“We just need to make it through this winter without losing any of our citizens to the elements,” King said.

For those who feel inclined to help, the Conway Police Department advises to be cautious and alert the department if concerned with the safety of an individual. 

“Always be cautious when approaching an individual that you are not familiar with. If you are concerned for their safety, please contact the Conway Police Department. You may also refer them to local organizations such as CAPCA or the Conway Ministry Center, which aid individuals in need. If it is ‘after hours’ for these organizations, you may contact our Community Crisis Response Team, and they will respond accordingly,” Public Information Officer Lacey Kanipe said.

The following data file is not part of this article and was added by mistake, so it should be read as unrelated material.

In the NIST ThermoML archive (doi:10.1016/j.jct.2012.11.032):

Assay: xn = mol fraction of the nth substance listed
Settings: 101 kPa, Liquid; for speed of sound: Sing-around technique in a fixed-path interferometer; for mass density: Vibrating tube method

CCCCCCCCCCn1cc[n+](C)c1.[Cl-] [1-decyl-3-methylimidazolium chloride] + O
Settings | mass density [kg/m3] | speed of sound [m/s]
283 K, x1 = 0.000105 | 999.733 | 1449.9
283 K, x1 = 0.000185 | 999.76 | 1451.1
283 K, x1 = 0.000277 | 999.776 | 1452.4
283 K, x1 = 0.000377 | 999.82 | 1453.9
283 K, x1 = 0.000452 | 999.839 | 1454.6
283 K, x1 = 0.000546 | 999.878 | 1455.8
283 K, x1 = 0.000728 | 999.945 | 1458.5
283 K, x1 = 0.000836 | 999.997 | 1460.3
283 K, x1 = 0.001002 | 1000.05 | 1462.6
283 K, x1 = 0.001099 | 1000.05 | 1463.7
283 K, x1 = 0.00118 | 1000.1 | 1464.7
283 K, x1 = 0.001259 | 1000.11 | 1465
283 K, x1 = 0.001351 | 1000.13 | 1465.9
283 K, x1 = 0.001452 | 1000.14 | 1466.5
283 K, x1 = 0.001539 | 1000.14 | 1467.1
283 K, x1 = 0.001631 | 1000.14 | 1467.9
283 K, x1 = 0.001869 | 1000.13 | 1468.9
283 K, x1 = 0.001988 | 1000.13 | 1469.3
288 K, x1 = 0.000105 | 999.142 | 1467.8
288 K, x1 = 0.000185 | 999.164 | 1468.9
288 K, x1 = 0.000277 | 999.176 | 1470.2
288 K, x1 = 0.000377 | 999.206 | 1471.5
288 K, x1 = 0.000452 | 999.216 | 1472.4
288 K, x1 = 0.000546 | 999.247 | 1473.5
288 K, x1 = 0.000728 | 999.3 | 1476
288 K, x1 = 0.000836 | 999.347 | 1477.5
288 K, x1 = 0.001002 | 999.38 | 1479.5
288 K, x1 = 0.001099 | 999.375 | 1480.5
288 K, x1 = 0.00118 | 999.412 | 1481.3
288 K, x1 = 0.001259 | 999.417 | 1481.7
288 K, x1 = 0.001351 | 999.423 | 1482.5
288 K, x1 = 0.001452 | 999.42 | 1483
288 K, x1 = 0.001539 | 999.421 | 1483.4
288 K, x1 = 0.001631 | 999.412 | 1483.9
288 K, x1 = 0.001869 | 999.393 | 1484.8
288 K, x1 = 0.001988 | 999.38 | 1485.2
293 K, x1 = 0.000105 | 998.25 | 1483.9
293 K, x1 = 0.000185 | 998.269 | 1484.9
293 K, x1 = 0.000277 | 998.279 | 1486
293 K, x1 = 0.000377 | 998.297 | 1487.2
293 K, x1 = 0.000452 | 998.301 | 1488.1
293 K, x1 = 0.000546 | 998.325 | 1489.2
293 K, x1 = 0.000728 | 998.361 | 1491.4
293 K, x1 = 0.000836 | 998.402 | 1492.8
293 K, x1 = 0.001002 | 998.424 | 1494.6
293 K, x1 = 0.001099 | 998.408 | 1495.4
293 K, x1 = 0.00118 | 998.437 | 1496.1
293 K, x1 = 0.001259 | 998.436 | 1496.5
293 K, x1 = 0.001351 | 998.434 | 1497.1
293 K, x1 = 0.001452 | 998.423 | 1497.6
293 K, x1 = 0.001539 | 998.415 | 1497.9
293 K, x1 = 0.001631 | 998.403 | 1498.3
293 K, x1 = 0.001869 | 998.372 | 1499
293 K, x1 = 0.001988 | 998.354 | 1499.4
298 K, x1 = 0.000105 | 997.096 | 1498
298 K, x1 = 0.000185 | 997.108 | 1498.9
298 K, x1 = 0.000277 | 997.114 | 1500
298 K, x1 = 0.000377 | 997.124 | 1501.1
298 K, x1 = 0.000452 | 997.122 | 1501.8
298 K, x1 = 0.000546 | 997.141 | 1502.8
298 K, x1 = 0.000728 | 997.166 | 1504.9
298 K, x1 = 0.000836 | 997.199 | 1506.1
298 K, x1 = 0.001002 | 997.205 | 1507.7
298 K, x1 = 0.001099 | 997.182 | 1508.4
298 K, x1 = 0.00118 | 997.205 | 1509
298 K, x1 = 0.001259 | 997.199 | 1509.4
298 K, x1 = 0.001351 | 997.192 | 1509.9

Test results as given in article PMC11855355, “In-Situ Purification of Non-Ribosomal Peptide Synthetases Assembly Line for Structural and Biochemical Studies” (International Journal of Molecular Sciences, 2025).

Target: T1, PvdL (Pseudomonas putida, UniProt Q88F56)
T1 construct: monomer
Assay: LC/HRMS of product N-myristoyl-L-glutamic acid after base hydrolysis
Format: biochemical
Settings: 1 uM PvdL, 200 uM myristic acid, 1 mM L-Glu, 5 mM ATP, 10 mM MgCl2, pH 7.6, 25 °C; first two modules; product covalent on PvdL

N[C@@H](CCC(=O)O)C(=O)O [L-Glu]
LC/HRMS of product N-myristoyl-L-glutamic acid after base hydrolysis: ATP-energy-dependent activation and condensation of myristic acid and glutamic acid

Several organizations in Conway like CAPCA and the United Way of Central Arkansas welcome volunteers and donations as a safe way to help provide for the area’s homeless population.

“We encourage volunteering at our Project Homeless Connect events; this is a great way to give back and get to know people and what they are going through. We will also need a large volunteer base once the homeless shelter opens to ensure our guests feel welcome, safe and cared for by their community and our hardworking staff. We understand there is a stigma about giving homeless on the street money. Still, here at CAPCA, we have strict guidelines to ensure the homeless we serve are indeed homeless,” Strom said. 

Funds can also be donated to the Winter Sheltering Program through the United Way of Central Arkansas, where 100% of the proceeds will go toward sheltering homeless people in the community overnight from Dec. 12, 20222, through March 1, 2023. 

More information on how to help the homeless in the city of Conway and Faulkner County can be found by contacting CAPCA or the United Way of Central Arkansas.